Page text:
Grant Wood and the meaning of his art.
Mar 6, 2006, Vol. 11, No. 24 • By PAUL A. CANTOR
YOU KNOW THE PAINTING. It's the most famous American painting of the 20th century, perhaps of all time. It has been endlessly reproduced, imitated, and parodied. If we had any sense, we'd put it on the dollar bill. You probably know that it is called American Gothic, that it was painted by Grant Wood (in 1930), and that the original hangs in the Art Institute of Chicago. But if, like me, you always wanted to know more about this much analyzed, but still enigmatic, painting, then by all means read Steven Biel's new book. He provides a lively, well-written, concise, and effectively organized account of the painting's genesis, the history of its reception by the general public and art critics, and the many controversies it has sparked over the years.
After reading this book, you will find yourself looking at this overly familiar work of art with fresh eyes, noting details you never spotted before, and wondering how such a deceptively simple painting could lead to so much discussion and debate.
Biel's book is an example of Cultural Studies at its best. He writes with a general audience in view and avoids the kind of dense jargon and obscure theoretical formulations that often make scholarly prose impenetrable to even educated readers these days. The great strength of Biel's book is the way he sets American Gothic in the broadest possible cultural context. By the time he is through, we learn that the history of this one painting is virtually the history of 20th-century America in microcosm. In obvious and sometimes not-so-obvious ways, the story of the painting intersects with fundamental moments in United States history, such as the Depression, World War II, and the Cold War. By relating American Gothic to these and other important historical events, Biel shows that the Cultural Studies approach can genuinely enrich our understanding of art.
Biel rejects a narrowly aesthetic approach to the painting, which would concentrate on its purely formal properties. Rather than limit American Gothic to the isolated realm of High Art, Biel traces the many ways this painting has broken out of the confines of the museum and the art history textbook and circulated freely in the vibrant realm of American popular culture. We see the familiar couple popping up in musicals as diverse as The Music Man and The Rocky Horror Picture Show, or in television programs from The Dick Van Dyke Show to Green Acres. In the many useful illustrations in the book, we view one odd couple after another stepping into the shoes of the famously posed Iowa couple: Tom Arnold and Roseanne Barr, Buddy Ebsen and Irene Ryan as Jed and Granny Clampett from the Beverly Hillbillies, Bill and Hillary Clinton, Paris Hilton and Nicole Richie--even Ken and Barbie, looking more doll-like than usual.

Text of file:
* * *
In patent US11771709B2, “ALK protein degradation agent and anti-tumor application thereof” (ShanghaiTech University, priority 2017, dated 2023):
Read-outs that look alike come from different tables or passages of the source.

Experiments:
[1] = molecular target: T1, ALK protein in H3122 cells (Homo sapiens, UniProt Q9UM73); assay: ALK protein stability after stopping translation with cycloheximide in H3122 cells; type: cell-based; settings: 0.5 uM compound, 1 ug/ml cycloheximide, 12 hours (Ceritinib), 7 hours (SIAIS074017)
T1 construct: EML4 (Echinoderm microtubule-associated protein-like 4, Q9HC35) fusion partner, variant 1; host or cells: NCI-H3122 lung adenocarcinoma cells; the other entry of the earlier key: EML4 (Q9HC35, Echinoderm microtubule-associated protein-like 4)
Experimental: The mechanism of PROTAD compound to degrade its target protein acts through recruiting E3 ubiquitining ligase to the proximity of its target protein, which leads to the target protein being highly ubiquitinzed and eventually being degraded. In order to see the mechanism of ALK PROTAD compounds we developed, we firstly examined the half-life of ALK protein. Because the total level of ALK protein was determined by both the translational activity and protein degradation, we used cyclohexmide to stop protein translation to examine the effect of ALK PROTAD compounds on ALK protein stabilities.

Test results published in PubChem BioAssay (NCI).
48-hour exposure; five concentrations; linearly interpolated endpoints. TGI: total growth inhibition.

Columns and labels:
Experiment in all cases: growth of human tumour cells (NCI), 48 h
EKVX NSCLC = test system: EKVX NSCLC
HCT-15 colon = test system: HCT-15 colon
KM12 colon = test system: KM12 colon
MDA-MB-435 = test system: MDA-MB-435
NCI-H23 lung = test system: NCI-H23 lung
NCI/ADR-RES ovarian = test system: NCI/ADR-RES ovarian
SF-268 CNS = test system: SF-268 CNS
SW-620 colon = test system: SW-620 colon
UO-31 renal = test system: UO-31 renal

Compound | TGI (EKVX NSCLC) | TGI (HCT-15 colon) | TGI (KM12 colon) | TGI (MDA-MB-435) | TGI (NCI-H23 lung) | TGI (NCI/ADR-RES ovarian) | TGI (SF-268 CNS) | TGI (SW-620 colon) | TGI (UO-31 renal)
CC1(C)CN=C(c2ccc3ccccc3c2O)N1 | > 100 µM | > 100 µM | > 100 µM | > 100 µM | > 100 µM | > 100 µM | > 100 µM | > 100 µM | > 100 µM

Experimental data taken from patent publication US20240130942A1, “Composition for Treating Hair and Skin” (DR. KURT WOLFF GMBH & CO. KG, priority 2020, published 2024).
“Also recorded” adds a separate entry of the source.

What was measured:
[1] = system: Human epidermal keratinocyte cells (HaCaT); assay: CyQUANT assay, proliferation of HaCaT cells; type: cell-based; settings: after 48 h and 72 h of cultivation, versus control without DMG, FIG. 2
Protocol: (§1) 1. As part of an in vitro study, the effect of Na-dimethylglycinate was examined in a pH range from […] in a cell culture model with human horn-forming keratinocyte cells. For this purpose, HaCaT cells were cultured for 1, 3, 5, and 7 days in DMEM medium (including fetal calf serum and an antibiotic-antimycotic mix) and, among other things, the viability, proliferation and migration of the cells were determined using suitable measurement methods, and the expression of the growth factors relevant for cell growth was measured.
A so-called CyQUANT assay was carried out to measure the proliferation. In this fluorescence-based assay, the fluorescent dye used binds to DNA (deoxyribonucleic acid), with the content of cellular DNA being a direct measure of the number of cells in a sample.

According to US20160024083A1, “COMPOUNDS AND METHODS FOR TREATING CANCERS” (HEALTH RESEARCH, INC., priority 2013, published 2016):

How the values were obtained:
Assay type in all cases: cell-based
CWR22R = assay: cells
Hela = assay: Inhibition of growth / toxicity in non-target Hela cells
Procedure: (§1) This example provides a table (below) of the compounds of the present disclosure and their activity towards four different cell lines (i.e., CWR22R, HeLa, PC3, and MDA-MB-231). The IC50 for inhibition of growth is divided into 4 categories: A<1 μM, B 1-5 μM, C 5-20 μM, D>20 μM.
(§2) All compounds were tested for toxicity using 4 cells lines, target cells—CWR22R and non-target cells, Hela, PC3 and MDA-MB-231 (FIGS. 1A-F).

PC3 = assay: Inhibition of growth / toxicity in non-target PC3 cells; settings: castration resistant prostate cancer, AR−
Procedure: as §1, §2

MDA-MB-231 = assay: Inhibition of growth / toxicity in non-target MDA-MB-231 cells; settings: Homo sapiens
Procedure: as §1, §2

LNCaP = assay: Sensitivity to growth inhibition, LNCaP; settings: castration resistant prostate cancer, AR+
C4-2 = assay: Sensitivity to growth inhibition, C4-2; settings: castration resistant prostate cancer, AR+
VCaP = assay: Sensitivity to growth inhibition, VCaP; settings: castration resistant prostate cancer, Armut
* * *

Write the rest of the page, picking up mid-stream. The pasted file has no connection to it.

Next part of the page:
Biel is clearly having fun with his subject, but at the same time, he makes a serious point. For a work of art truly to come alive, it needs to have a wide impact throughout a culture, and must be adopted and even appropriated by people from all walks of life for their own purposes. Charles Addams was right in his famous 1961 New Yorker cartoon to picture the American Gothic couple coming to life and promenading by a startled guard, presumably out into the streets of Middle America, where they belong and have been welcomed and embraced.
Working in the Cultural Studies mode, Biel, of course, feels obligated to go for the intellectual hat trick of race/class/gender analysis, but even here he demonstrates restraint and avoids the excesses of his colleagues. For example, Biel brings up a sort of Gay Studies reading of American Gothic--Robert Hughes's claim that "Wood was a timid and deeply closeted homosexual" and the painting is "an exercise in sly camp, the expression of a gay sensibility so cautious that it can hardly bring itself to mock its objects openly." Biel wisely rejects this reading, and on the refreshing grounds that Hughes is simply unable to offer any evidence for his claims.
On the issue of race, Biel eventually gets around to noting what might seem obvious from the beginning: that the figures in American Gothic are both white. But instead of accusing Wood of racism, Biel uses the occasion to discuss one of the many interesting variations on American Gothic, a photograph with the same title taken by the African-American artist Gordon Parks in Washington in 1942. In front of an enormous American flag hanging on the wall at the Farm Security Administration, Parks posed a black cleaning woman named Ella Watson--posed her in a way that clearly calls to mind the Grant Wood painting. According to Biel, this photo made an important statement: "The normative whiteness of the now iconic American Gothic did not go unrecognized and unchallenged."